“We brought her home and I gave her to somebody and she ran second at Keeneland on day one of the spring meet [April 7] against [colts] and the people have now turned down $100,000 for her,” Pam relates of the filly, named Waki Patriot and a subsequent handy winner of a $60,000 maiden special weight race on April 20.
“So, I don’t like sales … It’s hard to estimate what your income is going to be. Last year was not a good year for us selling and the year before was one of our best years selling,” she adds.
In 2015, Brandywine sold about 79 homebred and client-owned yearlings at the three primary Kentucky sales at Keeneland and Fasig-Tipton for just shy of $3 million; in 2016, 81 yearlings were sold at those sales for $1,942,200.
“This year I think is going to be a good year, but there is no guarantee. We have some very nice yearlings but I can’t tell you if a particular yearling is going to bring $50,000 or $250,000 the way things are anymore.”
No giving up
What is far more rewarding, at least intrinsically, is working some near medical miracles with horses, and the Robinsons have at times managed what others say is impossible. They do not like to give up on any individual.
Pam once raised a client’s foal that was born two months prematurely and could not stand due to the possibility of fracturing its incompletely formed joints. She kept the filly in her office temporarily, feeding the youngster intravenously at first, before moving on to small sips of milk and eventually bottle feeding once the foal could physically handle the ingestion. She later rigged up a harness in a stall, somewhat like a human baby’s bumper jumper, that was adjustable so the foal could gradually put weight on the ground.
“That was the most intensive, round-the-clock care that a person could give. It was intensive care for six weeks,” she says.
More recently, she painstakingly utilized homemade splints and later specially made pie-shaped shoes to correct the contracted limbs of a client’s foal that “were the worst we have ever had”.
While neither of those foals was given much of a chance by veterinarians, the first grew up sound and able, although too slow for racing, and later became a kind companion in a handicapped children’s riding program. The latter currently is in training for a racing career.
“The average person can’t do these things,” Pam says, citing the value of her background in physiology and physical therapy and indicating her dedication to every animal in her care. “We bend over backwards, and that client [who owned the foal with contracted legs] didn’t pay anything more than the cost of the Elastikon [bandage tape] and the wraps.”
Saving mares and foals during dystocia is perhaps Pam’s specialty, and she praises her longtime foal watch supervisor Robert Butler for his expertise in assisting her and Jim.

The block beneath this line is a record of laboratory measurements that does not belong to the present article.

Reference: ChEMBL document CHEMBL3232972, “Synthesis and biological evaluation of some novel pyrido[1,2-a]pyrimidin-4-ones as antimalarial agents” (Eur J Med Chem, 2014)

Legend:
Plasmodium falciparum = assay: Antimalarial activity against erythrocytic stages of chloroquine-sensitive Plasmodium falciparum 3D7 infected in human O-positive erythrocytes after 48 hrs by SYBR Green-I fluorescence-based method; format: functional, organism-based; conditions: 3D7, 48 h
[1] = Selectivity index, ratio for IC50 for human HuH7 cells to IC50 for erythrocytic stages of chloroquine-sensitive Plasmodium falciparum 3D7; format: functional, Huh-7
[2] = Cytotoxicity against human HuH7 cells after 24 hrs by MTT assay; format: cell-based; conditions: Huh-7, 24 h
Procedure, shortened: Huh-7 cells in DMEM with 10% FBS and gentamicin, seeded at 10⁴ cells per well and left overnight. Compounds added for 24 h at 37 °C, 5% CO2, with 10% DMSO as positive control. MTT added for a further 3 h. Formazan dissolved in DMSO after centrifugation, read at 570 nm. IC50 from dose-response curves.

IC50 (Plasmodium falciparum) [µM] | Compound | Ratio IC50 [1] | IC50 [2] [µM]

“One of the prominent vets has actually sent me some of his mares that he knew were going to be complicated foalings, as opposed to sending them to the clinic,” Pam says, while another veterinarian “has made the comment to his team that, if we can’t get it done, nobody can”.
That statement might apply to other aspects of the Robinsons’ life as well. They have mastered working together in a high-stress business that has torn apart other married couples, as Pam notes.
“We each have our responsibilities,” she says of their blueprint for success, which keeps her primarily involved with equine health while Jim oversees farm maintenance. They share observations on stallions and possible matings, but Jim gives Pam “90 percent” of the credit for those decisions.
“She’s a pretty special person,” he says. “I am very fortunate to be married to her.”
The Robinsons probably will watch the Kentucky Derby at home, which seems fitting as they will be surrounded by the animals they cherish. Their values are reflected in their recently written wills, which direct that monies be set aside first for the care of their retired horses and their dogs before any other disbursements are made.
Einstein and McKenzie are like children, and Pam avers that their retired broodmares “are really important. As far as I’m concerned, that’s the essence of all of it—that we take care of the old girls”.
But, for one afternoon in May, two 3-year-old colts will be their focus, carrying the unspoken dreams that race through the hearts of all breeders.
“We did spend a couple of years with each horse, so they’re very special to us,” Pam says while hoping that both Gunnevera and Royal Mo will be in the Kentucky Derby starting gate.
“This is a very difficult business; there are really more lows than highs,” Jim adds. “But it is nice to think that after all our hard work, maybe it is paying off a little bit.”